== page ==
A Bit More Detail

Assorted Personal Notations, Essays, and Other Jottings

Posts Tagged ‘cities

[NEWS] Four environment links: disasters, Tibetan soil flowing, lobsters, flooding

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  • Naomi Klein argues that this summer, of wildfires and disasters, marks an environmental turning point.
  • National Geographic shares stunning video of defrosting Tibetan soil flowing.
  • This dumping of illegally harvested lobsters as garbage on land in Nova Scotia is a terrible waste. CBC reports.
  • Can we limit urban flooding only if we force landowners to contribute to the costs of stormwater infrastructure? MacLean’s makes the case.
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Written by Randy McDonald

September 19, 2017 at 10:45 pm

[URBAN NOTE] Four notes about changing cities in Canada: Hamilton, Edmonton, Cornwall, Antigonish

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  • Hamilton’s Christ Church is striving for continued viability, in part through selling off vacant land for condos. Global News reports.
  • Edmonton’s Accidental Beach, a byproduct of construction berms on the North Saskatchewan River, has gone viral. Global News reports.
  • Meagan Campbell of MacLean’s looks at how the refugee crisis did, and did not, effect the garlic festival of border city Cornwall.
  • The successful integration of a Syrian refugee family of chocolatiers in the Nova Scotia town of Antigonish is nice. The Toronto Star carries the story.

[URBAN NOTE] Four notes about the changes and failures of Toronto: food banks, sidewalks, transit

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  • Visits to food banks in Toronto have returned to Great Recession levels, Global News notes.
  • Torontoist notes that the reluctance to build sidewalks in lower-density areas has serious negative consequences.
  • The photos blogTO shares of some Toronto intersections a century ago are remarkable. (There was nothing at many.)
  • Jennifer Pagliaro states the obvious in the Toronto Star: mass transit planning is driven by short-term political convenience, not long-term planning.

Written by Randy McDonald

September 19, 2017 at 6:30 pm

[NEWS] Five links about a changing world: Beyak, Congo, creative cities, 1990s Russia, queer

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  • Tory Senator Lynn Beyak’s latest ignorant statements about First Nations have to disqualify her from public office. Global News reports.
  • Is the rebirth of Congo’s palm oil exports sign of a return to normality? Can it occur? Will it last? Bloomberg examines.
  • Oli Mould is critical of the idea promoting the arts and public culture will do much for poorer urbanites, over at Open Democracy.
  • Tom Rowley profiles a book, drawn from a VKontakte group, examining the experiences of the former USSR in the 1990s, also at Open Democracy.
  • This VICE discussion about what “queer” means is fascinating.

[NEWS] Five links about Amazon: HQ2 in Canada, US cities, Amazon Prime, monopolies, CamperForce

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  • Canadian cities could host Amazon’s HQ2, but at considerable cost. Affordable housing, say, would be an issue.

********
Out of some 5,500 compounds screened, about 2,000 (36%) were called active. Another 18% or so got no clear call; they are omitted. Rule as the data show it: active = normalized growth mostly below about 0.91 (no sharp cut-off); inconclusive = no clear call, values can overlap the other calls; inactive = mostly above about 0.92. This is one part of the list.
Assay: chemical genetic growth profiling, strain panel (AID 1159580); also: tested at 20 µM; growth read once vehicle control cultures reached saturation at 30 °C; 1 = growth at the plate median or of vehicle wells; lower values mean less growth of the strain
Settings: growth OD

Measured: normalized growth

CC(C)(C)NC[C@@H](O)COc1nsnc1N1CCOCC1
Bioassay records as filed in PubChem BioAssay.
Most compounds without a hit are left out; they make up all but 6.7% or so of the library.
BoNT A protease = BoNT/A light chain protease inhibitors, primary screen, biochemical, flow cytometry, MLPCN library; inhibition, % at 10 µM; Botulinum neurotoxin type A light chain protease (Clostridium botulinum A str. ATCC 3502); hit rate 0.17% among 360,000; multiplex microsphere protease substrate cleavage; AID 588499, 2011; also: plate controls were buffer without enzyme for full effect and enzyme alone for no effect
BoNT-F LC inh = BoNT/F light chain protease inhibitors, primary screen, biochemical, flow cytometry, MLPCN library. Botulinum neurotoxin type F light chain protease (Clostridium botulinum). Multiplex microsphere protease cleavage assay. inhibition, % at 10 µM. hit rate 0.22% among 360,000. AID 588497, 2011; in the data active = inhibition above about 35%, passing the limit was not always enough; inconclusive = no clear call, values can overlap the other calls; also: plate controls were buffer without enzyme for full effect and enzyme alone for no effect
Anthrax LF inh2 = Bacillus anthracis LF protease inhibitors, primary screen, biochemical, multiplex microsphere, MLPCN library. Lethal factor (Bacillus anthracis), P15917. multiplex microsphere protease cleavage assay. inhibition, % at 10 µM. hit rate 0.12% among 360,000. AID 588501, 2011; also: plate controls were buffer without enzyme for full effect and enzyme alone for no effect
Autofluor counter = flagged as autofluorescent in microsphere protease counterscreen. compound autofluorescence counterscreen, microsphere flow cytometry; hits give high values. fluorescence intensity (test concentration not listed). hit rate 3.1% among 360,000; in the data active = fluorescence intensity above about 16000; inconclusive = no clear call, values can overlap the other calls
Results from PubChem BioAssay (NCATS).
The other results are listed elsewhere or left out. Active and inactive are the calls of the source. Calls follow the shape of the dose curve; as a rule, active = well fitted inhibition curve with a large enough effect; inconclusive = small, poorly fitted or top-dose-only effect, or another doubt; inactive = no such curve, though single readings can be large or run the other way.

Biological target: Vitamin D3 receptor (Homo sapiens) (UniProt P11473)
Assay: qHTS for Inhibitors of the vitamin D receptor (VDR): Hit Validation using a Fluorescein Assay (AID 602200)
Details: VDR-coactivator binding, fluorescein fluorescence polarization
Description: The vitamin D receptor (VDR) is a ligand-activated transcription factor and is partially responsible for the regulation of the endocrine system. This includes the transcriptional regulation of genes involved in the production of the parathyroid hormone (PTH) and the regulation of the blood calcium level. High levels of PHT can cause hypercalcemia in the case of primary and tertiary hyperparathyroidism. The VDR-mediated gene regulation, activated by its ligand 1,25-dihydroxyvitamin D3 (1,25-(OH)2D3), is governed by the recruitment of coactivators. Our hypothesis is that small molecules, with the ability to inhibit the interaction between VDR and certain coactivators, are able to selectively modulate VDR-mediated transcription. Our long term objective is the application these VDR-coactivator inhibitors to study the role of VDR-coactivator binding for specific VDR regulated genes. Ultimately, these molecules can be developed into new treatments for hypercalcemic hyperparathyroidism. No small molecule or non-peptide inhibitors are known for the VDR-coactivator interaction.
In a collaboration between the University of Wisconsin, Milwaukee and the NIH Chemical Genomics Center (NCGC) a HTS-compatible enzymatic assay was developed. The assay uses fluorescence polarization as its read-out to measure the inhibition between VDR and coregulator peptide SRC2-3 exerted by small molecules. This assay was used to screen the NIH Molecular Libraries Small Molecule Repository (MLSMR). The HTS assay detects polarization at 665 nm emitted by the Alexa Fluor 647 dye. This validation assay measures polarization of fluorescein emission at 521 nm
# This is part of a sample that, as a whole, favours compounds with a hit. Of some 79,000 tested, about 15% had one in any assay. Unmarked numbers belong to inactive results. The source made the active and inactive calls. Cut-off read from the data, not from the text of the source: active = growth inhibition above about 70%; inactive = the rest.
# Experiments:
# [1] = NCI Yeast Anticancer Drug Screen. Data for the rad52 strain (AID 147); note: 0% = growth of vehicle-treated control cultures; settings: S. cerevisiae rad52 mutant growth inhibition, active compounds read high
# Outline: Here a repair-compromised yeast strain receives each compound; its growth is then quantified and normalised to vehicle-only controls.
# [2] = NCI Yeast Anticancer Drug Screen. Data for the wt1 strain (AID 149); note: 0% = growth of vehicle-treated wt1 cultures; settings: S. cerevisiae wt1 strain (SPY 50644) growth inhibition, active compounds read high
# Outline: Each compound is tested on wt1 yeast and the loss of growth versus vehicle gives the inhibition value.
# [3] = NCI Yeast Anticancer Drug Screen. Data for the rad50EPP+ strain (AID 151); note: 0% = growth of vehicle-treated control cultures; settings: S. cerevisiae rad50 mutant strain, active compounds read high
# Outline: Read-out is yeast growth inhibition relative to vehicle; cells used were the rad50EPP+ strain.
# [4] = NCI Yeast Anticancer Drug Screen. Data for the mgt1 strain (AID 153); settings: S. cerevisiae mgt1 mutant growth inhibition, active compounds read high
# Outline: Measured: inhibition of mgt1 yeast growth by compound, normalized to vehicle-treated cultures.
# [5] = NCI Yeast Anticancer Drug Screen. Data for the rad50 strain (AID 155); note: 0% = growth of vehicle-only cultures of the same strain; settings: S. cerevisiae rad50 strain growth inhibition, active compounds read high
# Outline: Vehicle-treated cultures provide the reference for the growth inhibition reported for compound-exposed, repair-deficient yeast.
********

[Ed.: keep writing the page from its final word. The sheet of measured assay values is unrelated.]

• Conor Sen argues that Amazon’s HQ2 augurs an age of corporate diffusion beyond the largest centres.
  • Amazon Prime, Kaleigh Rogers notes, is hugely important for remote communities like those in the North. If it goes …
  • Stacy Mitchell notes how, after Whole Foods, Amazon seems set to monopolize the whole infrastructure of commerce.
  • Is Jessica Bruder’s story of CamperForce, Amazon’s RV-living army of elderly workers, a cheering story of triumph over adversity or a scary take on the future of work? I’m not sure.

[URBAN NOTE] Five links: Toronto affordable housing, public art, Montréal flag, co-housing, Islands

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  • Building two thousand affordable housing units in Toronto is a nice step forward. Will there be more steps? The Toronto Star reports.
  • This charming bit of improvised art down at Humber Bay Park reminds me that I really need to head down there. From the Toronto Star.
  • Montréal has stopped representing genocidal General Amherst on its flag, replacing it with a native pine tree. The National Post reports.
  • Emily Macrae at Torontoist suggests co-housing, drawn from a Québec model, is something Toronto might want to look into.
  • Richard Longley at NOW Toronto explores the Toronto Islands. Do they have a future? What will they need?

[URBAN NOTE] Four notes about urban change: Hamilton, Victoria, the Legion, St. James Park

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  • A Hamilton church is digging up hundreds of dead for an old cemetery turned parking lot to make room for condos.
  • A RV fire that left an elderly couple in Victoria homeless highlights the affordable housing crisis there.
  • MacLean’s notes how the Royal Canadian Legion is starting to make a new fortune, in eateries and real estate even.
  • Why is the St. Lawrence BIA using security guards to kick homeless people out of a park? (Rhetorical, I know.) NOW Toronto looks.